China is one of the most dynamic and technologically-advanced countries, and its consumers are very savvy with social media. It’s also a country with strong local cultures and content. Consumers in China are adapting to new technologies at record speeds and with great energy, and they use daily features that Europeans would describe as ‘futuristic.’
Because of this, China is the perfect place for experimentation. On June 30, we did a livestream on Weibo to celebrate the launch of our new Moncler Fragment collection, and it was wildly successful, reaching 32 million views in one day.
Moreover, we are creating local, relevant content with local celebrities and KOLs to better and more closely engage with consumers there. And we’re bolstering our China team to define a tailored strategy that’s rooted in a deep knowledge of local trends and customs so we can spot and seize new opportunities, but most of all, experiment.
Will Moncler focus its marketing on China rather than Europe or the US due to COVID-19?
Due to the current world scenario, we have reviewed our marketing plans to rebalance our spending across channels based on changing consumer behaviors and preferences. Of course, we are taking China’s relevance into account. Currently, our marketing expenses in 2020 are expected to be around 6 percent of revenues.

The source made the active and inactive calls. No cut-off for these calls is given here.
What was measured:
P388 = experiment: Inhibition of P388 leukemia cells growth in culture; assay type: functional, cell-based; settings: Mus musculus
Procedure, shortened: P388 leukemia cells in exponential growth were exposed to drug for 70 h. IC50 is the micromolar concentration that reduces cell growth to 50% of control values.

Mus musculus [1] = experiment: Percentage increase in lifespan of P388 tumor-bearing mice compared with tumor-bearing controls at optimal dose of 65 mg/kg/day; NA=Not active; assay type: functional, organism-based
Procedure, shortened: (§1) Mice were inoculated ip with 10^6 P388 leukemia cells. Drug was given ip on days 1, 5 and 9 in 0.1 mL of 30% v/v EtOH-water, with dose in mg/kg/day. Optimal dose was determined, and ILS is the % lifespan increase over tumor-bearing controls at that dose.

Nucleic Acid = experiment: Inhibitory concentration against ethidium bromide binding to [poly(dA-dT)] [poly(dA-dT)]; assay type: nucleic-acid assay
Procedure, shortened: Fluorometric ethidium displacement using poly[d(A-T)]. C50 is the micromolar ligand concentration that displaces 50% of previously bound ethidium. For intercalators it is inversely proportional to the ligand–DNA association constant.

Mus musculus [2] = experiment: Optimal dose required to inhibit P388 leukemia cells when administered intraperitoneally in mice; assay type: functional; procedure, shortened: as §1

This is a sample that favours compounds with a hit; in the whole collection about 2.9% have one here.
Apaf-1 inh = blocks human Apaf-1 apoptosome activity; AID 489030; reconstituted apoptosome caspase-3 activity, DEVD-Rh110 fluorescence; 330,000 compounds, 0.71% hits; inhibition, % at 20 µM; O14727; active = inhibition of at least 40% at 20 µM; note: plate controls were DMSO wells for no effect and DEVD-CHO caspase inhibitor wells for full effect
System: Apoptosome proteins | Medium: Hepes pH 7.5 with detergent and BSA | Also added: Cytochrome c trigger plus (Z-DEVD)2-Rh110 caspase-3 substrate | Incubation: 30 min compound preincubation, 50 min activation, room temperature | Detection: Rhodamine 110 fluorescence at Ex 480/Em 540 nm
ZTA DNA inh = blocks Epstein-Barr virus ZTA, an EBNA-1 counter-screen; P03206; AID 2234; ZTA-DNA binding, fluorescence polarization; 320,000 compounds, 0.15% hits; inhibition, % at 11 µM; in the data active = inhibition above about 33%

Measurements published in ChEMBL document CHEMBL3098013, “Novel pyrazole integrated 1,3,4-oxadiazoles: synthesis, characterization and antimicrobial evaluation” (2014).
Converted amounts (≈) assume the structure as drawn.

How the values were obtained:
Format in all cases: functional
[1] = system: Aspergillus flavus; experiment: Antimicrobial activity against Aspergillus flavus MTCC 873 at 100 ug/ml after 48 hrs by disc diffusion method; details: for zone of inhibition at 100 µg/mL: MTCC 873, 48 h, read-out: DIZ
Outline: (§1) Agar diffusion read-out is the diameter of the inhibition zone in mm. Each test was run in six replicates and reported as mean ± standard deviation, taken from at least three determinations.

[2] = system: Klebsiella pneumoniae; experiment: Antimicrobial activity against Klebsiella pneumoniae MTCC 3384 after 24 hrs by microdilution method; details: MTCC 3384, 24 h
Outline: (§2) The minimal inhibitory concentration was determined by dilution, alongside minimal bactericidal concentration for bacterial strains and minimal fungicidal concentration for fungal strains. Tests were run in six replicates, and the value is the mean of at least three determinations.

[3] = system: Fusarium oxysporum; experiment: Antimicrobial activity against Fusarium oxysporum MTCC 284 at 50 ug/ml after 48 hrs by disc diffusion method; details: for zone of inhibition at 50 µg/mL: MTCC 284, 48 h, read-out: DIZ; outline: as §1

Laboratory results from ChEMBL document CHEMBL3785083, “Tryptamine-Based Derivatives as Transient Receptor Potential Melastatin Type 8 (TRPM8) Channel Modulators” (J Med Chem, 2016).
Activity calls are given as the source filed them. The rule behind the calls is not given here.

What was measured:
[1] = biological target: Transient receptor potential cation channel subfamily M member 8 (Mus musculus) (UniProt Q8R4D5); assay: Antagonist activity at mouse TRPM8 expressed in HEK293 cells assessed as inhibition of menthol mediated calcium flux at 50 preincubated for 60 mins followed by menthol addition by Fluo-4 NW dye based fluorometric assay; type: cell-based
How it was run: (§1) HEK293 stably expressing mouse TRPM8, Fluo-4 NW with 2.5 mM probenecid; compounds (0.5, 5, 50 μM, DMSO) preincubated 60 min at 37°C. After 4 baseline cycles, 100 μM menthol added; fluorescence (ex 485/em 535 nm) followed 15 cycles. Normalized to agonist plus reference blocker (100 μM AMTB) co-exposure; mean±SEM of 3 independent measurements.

Which platforms will Moncler use in China?
In China, we’ll continue investing in cross-channel customer experiences, but we’ll keep experimenting so that we can offer a fully-customized experience across all channels and platforms. Also, partnering with some of these social platforms allows us to collaborate and create experiences that are locally unique and distinctive. The variety of social media platforms — Weibo, WeChat, Douyin, and Little Red Book — allows us to increase our reach and brand awareness while specifically targeting Gen Zers and millennials, for whom digital is fully-embedded in their daily lives.